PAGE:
Earlier we touched briefly on the words that might represent for most of us
the idea of a good society, such as liberty, equality, justice, morality,
modesty, self-sacrifice, honesty, and so forth.
I think it is quite clear that any attempt to construct a good society must
of necessity start with the citizens coming together to determine for
themselves their rules of engagement. What kind of a country do we, the
people, want to have? How shall we be governed? How do we collect and
allocate revenue? How do we educate our children?
I don't think anyone can reasonably claim that our current arrangement
works-or is even seen to be legitimate by most citizens. Without legitimacy,
a state cannot serve as the pillar of the good society. The legitimate state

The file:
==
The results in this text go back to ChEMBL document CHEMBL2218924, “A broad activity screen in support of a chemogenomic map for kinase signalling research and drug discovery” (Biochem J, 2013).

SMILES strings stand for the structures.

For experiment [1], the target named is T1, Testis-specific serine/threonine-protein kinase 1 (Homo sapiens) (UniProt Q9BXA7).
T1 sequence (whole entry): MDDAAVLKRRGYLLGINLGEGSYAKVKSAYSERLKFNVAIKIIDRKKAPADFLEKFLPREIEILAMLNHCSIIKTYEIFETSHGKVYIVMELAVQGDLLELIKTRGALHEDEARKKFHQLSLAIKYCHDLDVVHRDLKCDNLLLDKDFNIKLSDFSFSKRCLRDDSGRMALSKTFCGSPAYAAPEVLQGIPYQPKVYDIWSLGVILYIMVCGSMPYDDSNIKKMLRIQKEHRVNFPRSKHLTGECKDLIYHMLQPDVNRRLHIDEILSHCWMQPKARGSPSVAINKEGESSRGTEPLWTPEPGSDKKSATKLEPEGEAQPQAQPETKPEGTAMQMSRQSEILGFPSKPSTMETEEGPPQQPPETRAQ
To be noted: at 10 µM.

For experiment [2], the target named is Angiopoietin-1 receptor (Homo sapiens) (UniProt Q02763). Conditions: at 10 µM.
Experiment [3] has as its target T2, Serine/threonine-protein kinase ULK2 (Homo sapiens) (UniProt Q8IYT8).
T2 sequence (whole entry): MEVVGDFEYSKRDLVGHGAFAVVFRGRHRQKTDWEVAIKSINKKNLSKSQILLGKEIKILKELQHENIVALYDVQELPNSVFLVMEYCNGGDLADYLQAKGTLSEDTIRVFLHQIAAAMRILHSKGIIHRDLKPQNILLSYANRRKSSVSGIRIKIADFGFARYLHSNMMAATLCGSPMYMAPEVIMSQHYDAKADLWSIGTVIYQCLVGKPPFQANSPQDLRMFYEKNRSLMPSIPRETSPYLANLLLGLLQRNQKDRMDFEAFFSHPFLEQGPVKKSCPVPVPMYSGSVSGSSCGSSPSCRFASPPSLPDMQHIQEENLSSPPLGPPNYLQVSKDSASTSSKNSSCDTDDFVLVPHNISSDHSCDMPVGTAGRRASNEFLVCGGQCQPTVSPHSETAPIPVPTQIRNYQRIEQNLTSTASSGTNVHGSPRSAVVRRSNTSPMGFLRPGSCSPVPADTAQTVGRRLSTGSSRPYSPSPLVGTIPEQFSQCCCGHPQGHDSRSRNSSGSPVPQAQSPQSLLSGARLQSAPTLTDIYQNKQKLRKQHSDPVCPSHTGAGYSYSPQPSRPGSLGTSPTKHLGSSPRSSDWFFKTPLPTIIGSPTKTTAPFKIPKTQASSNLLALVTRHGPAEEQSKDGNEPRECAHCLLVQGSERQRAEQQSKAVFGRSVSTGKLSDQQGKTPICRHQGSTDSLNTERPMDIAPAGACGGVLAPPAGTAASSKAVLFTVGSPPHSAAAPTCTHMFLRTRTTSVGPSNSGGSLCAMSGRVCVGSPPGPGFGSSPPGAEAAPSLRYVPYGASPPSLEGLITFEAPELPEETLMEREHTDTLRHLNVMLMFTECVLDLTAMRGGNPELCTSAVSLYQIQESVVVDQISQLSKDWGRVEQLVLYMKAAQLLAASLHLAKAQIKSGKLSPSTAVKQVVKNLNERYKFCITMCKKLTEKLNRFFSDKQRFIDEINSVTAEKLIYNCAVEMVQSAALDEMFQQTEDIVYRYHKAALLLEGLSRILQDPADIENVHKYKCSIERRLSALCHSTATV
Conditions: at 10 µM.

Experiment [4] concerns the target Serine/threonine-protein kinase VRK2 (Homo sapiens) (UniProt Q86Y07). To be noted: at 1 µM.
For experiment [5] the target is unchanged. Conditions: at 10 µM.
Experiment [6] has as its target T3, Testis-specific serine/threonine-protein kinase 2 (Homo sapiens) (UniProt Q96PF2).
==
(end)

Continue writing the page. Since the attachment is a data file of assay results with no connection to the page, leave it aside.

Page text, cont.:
is one where the individual components have willingly surrendered their
natural rights-from the primitive state of every man for himself-in exchange
for the more orderly and more efficient system of managing the common
affairs, including security, laws in respect of property, and dispute
We are not called upon to reinvent the wheel; simply to recognize, as
Rousseau does in "The Social Contract," that "each man, in giving himself to
all, gives himself to nobody," and enjoys the same rights and privileges as
do others in society. And if the citizen should breach this covenant, it is
clear that the state has legitimate coercive powers that it can be
reasonably expected to deploy.
Law and order in a legitimate state is predicated on the sovereign having
the authority, within a system of checks and balances, to enforce the agreed